Many problems Europe faces follow decisions governments have taken, alone or together, UK Prime Minister David Cameron told World Economic Forum Annual Meeting participants. On the future of Europe, he said: "We are an open, trading continent. We have a proud record of invention. We’ve got advanced democratic values. But yes, we’ve got to recognize that Europe has to earn its way. The world doesn't owe us a living. So let's make the choice to do things differently, to fight for our prosperity."
Cameron outlined his vision of a new direction for the continent: a risk-taking investment culture, a Europe-wide patent scheme, tougher stress tests, killing off sovereign debt and removing crushing regulation are a formula for growth.
"Now is the time to go for a genuine Single Market," he said, pointing to commitments from leaders across Europe to open and free market reform.
Prime Minister David Cameron
David Cameron is the current Prime Minister of the United Kingdom, First Lord of the Treasury, Minister for the Civil Service and Leader of the Conservative Party. Cameron represents Witney as its Member of Parliament.
Cameron studied Philosophy, Politics and Economics at Oxford University, gaining a first class honours degree. He then joined the Conservative Research Department and became Special Adviser to Norman Lamont, and then to Michael Howard. He was Director of Corporate Affairs at Carlton Communications for seven years.
A first candidacy for Parliament at Stafford in 1997 ended in defeat, but Cameron was elected in 2001 as the Member of Parliament for the Oxfordshire constituency of Witney. He was promoted to the Opposition front bench two years later, and rose rapidly to become head of policy coordination during the 2005 general election campaign. With a public image of a young, moderate candidate who would appeal to young voters, he won the Conservative leadership election in 2005.
In the 2010 general election, the Conservatives gained a plurality of seats in a hung parliament and Cameron was appointed Prime Minister on 11 May 2010, at the head of a coalition between the Conservatives and the Liberal Democrats. At the age of 43, Cameron became the youngest British Prime Minister since the Earl of Liverpool 198 years earlier. The Cameron Ministry is the first coalition government in the United Kingdom since the Second World War.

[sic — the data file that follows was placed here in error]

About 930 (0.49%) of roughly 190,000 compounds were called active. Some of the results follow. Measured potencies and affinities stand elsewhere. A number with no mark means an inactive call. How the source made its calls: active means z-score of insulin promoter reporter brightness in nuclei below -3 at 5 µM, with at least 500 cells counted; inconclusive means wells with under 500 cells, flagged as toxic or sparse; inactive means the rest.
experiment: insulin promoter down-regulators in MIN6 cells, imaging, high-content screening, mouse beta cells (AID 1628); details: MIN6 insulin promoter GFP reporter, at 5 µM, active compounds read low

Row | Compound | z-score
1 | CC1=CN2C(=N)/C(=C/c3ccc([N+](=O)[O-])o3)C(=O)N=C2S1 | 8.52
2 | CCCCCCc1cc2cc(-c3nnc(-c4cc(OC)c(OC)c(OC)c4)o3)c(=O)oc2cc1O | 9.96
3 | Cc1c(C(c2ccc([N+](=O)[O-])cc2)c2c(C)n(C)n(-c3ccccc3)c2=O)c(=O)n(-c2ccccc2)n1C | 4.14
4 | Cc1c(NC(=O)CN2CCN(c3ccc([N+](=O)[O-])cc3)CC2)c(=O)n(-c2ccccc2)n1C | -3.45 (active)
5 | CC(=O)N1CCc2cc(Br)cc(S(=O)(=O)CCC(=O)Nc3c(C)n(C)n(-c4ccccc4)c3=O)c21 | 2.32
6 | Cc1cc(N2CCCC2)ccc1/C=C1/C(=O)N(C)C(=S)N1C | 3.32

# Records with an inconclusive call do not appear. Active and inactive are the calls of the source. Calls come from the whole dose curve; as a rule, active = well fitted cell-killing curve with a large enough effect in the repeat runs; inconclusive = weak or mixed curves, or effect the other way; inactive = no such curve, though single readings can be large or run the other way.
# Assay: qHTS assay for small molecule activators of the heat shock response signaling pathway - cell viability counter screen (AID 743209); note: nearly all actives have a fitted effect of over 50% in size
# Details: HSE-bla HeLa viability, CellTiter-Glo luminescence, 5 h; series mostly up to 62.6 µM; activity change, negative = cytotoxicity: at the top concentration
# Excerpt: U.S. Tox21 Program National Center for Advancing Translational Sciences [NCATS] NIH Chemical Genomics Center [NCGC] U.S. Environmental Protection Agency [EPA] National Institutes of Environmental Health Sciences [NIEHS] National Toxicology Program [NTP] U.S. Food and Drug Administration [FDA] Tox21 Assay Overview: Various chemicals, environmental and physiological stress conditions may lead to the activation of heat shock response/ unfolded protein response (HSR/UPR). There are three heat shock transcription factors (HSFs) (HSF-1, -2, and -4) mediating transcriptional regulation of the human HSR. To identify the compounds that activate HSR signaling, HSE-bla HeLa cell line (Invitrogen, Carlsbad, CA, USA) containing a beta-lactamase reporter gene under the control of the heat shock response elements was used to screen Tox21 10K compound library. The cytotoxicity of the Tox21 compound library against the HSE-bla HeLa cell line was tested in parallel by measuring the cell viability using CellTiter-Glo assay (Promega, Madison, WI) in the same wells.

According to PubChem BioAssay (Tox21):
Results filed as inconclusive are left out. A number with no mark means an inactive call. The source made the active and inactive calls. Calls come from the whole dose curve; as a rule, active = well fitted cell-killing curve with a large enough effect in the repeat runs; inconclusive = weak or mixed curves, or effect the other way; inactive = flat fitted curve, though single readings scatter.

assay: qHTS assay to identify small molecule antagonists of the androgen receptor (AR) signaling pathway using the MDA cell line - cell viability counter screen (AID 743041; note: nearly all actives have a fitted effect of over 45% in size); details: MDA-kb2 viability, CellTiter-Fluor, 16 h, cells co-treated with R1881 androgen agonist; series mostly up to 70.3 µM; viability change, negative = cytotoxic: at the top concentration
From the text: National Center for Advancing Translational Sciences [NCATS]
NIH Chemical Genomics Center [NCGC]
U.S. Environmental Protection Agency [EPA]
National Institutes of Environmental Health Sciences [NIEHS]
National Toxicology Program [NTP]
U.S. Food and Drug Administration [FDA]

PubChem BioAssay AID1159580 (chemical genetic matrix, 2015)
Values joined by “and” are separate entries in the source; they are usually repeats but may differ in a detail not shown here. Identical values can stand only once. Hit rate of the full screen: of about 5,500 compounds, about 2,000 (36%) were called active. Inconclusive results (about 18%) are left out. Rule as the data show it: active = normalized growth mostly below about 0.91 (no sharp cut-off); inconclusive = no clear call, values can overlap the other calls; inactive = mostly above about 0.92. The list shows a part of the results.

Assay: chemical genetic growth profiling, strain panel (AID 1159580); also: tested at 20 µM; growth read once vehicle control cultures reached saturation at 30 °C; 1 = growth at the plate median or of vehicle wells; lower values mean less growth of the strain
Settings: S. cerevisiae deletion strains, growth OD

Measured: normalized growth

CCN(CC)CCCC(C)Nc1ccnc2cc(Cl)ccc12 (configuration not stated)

British Prime Minister David Cameron argues that the path to economic recovery in the E.U. depends upon increasing exports and paying off public debt. "Our first priority must be to kill off the specter of massive sovereign debts," says Cameron. The Prime Minister encourages renewed emphasis on European manufacturing and "entrepreneurial dynamism."
Commune (pop., 2000: 11,417), eastern Switzerland. It consists of two villages, Davos-Platz and Davos-Dorf, located in a valley of the Alps. First inhabited by Romansh-speaking people, it was settled in the 13th century by German speakers. It became the capital of the League of Ten Jurisdictions (or Courts) in 1436 and was ruled by Austria from 1477 to 1649. After the 1860s it became a fashionable health resort, and in the 20th century it developed into a centre for skiing and other winter sports. In the 1990s Davos became famous for hosting the World Economic Forum, an annual gathering of international politicians and financiers who represented a transnational elite.
Cameron has set up a straw man argument. For him, regulation and big-government are main barriers to economic growth in Europe, and the answer is to get rid of these barriers.
In the meantime, the most dynamic countries in the world steam ahead, with strong regulations on capital markets and a great deal of government involvement in the economy.
In my opinion he is trying to rejuvenate the discredited neo-liberal economic ideas of the past 30 years, at a time when we need quite different ideas.